1. Can I create a portal with my own branding? The portal should allow for branding and design without requiring HTML or technical resources to code the content. It should be easy to manage across multiple departments and entities, allowing for individualized branding.
  2. Does it interface to a knowledge base and offer automation? The self-service portal needs to offer the ability to deploy a knowledge base that can search across articles using natural language and tagging. Being able to find information, and having that information be relevant and accurate, is key for success. If your end-users perceive the articles to be erroneous or outdated, then adoption of the self-service platform will suffer.
  3. Can you manage the knowledge base content easily? You should have the ability to manage publication dates and evaluate usage. The knowledge base also needs to accommodate a feedback loop, taking comments or even net new content, and pushing that through an iterative review process. This is called Knowledge-Centered Service® (KCS). The knowledge base must support this framework so that you can stay current. Also, if customers or employees can’t resolve their issues using the information found on the portal or knowledge base, there needs to be a button they can click to quickly submit a ticket or a request. That ticket/request should route directly to the appropriate technician or departmental resource.
  4. Is the portal WCAG 2.0 AA Compliant? Accessibility is a very important topic, and in order to adhere to the strict standards, it’s best to deploy an end-user portal that is already WCAG 2.0 AA compliant out-of-the-box. This means that you can create new content and present services without the additional worry that your portal is not compliant or accessible. WCAG 2.0 AA compliant out-of-the-box is a critical factor, particularly if you are servicing end-users in education or the public sector.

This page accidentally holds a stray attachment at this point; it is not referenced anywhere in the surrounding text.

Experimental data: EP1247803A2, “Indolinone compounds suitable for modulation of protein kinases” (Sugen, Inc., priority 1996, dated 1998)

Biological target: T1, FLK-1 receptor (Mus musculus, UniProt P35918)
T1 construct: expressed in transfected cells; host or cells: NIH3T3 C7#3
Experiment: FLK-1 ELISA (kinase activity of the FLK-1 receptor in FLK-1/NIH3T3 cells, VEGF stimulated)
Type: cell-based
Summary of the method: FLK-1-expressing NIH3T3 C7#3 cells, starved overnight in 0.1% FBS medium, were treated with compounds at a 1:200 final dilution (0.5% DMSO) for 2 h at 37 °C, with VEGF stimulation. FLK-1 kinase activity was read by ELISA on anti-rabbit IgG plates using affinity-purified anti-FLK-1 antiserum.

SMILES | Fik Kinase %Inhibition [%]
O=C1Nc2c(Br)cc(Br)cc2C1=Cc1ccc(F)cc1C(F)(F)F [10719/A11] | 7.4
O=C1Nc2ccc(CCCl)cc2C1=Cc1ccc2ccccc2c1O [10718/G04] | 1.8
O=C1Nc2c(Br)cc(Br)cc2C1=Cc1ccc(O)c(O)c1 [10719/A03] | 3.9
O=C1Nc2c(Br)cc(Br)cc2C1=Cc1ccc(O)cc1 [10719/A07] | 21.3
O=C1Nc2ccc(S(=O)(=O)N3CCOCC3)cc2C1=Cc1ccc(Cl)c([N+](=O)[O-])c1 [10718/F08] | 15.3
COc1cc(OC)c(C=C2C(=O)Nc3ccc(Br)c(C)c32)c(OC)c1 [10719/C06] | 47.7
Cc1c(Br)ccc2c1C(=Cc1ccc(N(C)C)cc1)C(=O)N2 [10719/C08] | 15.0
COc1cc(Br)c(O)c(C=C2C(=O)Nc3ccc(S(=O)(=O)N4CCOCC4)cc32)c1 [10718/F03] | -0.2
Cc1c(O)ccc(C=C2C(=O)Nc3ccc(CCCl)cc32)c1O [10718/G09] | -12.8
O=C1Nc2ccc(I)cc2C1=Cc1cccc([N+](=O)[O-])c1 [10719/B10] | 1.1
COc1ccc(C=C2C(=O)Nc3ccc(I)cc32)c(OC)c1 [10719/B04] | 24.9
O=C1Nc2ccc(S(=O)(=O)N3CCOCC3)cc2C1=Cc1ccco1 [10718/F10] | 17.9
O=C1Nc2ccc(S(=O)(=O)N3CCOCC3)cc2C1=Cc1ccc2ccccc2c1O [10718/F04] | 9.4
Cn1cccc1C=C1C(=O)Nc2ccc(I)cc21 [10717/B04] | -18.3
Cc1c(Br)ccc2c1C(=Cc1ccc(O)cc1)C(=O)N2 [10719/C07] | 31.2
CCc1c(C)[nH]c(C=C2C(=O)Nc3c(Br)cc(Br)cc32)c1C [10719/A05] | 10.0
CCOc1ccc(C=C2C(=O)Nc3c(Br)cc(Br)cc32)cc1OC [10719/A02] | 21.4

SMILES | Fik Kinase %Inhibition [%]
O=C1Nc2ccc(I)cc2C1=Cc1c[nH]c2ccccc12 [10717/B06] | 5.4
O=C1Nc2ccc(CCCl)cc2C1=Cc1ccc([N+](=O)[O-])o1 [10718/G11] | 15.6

The Benefits of Knowledge-Centered Service for ITSM

Crowdsourcing knowledge can be a fast and accurate way to build a knowledge base. In fact, a recent market study found that 51 percent of respondents will be implementing KCS to quickly bolster their knowledge base. There’s no question that KCS should be a valuable part of your organization’s ITSM processes. The principals of KCS stipulate that the creation and maintenance of knowledge must be fully integrated into the most important support operations.

Here are a few reasons why Knowledge-Centered Service can be so powerful:

  • Helps to continually lower inbound call volume.
  • Increases customer satisfaction.
  • Provides customers with the answers they need now.
  • Crowdsourcing knowledge helps maintain accurate content.
  • Offers opportunities for professional development and career progression.

By adopting KCS, you can not only improve customer satisfaction but dramatically reduce the per-incident cost incurred by IT (from about $22 for a level 1 support call to $2 for self-service); and reduce the volume of issues and requests coming to the help desk, allowing IT to reallocate technicians to higher priority tasks and projects.

Want to see what stellar portals and knowledge bases look like? Here are some great examples from TeamDynamix customers: Stellar Service Portals.

©KCS® is a service mark of the Consortium for Service Innovation™.

This post was originally published in October 2016 and has been updated with new information.